Biodiversity agreement to protect planet reached at UN conference in Montreal

Environment and Climate Change Minister Steven Guilbeault speaks to reporters at the COP15 UN Biodiversity Conference in Montreal on Sunday. Working late into the night, an agreement that includes some two-dozen targets was reached. (Graham Hughes/The Canadian Press)

Environment Minister Steven Guilbeault calls the agreed measures ‘an ambitious package’

Negotiators in Montreal have finalized an agreement to halt and reverse the destruction of nature by 2030, as the COP15 talks enter their final official day.

An announcement issued early Monday morning says the gathering nations at the biodiversity summit have agreed to four goals and 23 targets.

The goals include protecting 30 per cent of the world’s land, water and marine areas by 2030, as well as the mobilization, by 2030, of at least $200 billion US per year in domestic and international biodiversity-related funding from all sources, both public and private.

There is also a pledge to reduce subsidies deemed harmful to nature by at least $500 billion by 2030, while having developed countries commit to providing developing countries with at least $20 billion per year by 2025, and $30 billion per year by 2030.

“Many of us wanted more things in the text and more ambition, but we got an ambitious package….” Canada’s Minister of Environment and Climate Change Steven Guilbeault said. “We have an agreement to halt and reverse biodiversity loss, to work on restoration, to reduce the use of pesticides. This is tremendous progress.”

As the conference neared its final official day, Guilbeault said some countries were still asking for the inclusion of more ambitious numerical targets, while others in the global south continued to push for more funding.

The new agreement is titled the Kunming-Montreal Global Biodiversity Framework after the official host cities in China and Canada.

“We have in our hands a package which I think can guide us as we all work together to halt and reverse biodiversity loss and put biodiversity on the path to recovery for the benefit of all people in the world,” Chinese Environment Minister Huang Runqiu told delegates before the package was adopted to rapturous applause just before dawn. “We can be truly proud.”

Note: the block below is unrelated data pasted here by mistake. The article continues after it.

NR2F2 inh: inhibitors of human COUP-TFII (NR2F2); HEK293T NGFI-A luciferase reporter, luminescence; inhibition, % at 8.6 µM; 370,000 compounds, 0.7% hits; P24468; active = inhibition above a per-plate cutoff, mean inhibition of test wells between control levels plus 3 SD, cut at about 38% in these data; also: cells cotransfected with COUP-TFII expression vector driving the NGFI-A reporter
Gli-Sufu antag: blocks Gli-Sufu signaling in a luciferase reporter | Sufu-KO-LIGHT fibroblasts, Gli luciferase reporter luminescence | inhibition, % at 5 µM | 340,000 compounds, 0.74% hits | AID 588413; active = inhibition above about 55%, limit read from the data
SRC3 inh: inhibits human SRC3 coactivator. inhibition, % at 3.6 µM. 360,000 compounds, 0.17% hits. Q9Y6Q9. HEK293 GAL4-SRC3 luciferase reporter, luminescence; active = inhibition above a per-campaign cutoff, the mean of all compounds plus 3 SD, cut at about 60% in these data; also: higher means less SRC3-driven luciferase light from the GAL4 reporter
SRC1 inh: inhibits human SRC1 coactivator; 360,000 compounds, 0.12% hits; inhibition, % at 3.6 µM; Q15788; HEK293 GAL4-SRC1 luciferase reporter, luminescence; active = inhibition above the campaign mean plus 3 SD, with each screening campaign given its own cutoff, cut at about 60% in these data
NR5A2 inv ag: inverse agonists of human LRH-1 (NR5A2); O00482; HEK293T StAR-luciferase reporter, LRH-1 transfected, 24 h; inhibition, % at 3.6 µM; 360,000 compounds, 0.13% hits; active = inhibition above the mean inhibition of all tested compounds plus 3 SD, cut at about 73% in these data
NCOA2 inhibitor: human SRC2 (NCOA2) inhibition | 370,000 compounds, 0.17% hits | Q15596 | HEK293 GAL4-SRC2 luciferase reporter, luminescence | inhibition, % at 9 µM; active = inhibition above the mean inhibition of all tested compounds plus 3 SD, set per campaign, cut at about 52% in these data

Compromises reached: African negotiator

The final agreement came after nearly two weeks of negotiations among 196 countries who are part of the UN biodiversity convention. They were seeking a new deal to halt the human destruction of nature and to begin restoring what has already been lost.

The United Nations says three-quarters of the world’s land has been altered by human activities and one million species face extinction this century as a result.

Climate change coupled with habitat loss, pollution and development have hammered the world’s biodiversity, with one estimate in 2019 warning that a million plant and animal species face extinction within decades — a rate of loss 1,000 times greater than expected. Humans use about 50,000 wild species routinely, and one out of five people of the world’s eight billion population depend on those species for food and income, the report said.

But they struggled for nearly two weeks to agree on what that protection looks like and who will pay for it.

The financing has been among the most contentious issues, with delegates from 70 African, South American and Asian countries walking out of negotiations Wednesday. They returned several hours later.

“All the elements are in there for a balance of unhappiness, which is the secret to achieving agreement in UN bodies,” Pierre du Plessis, a negotiator from Namibia who is helping co-ordinate the African group, told The Associated Press before the vote. “Everyone got a bit of what they wanted, not necessarily everything they wanted.”

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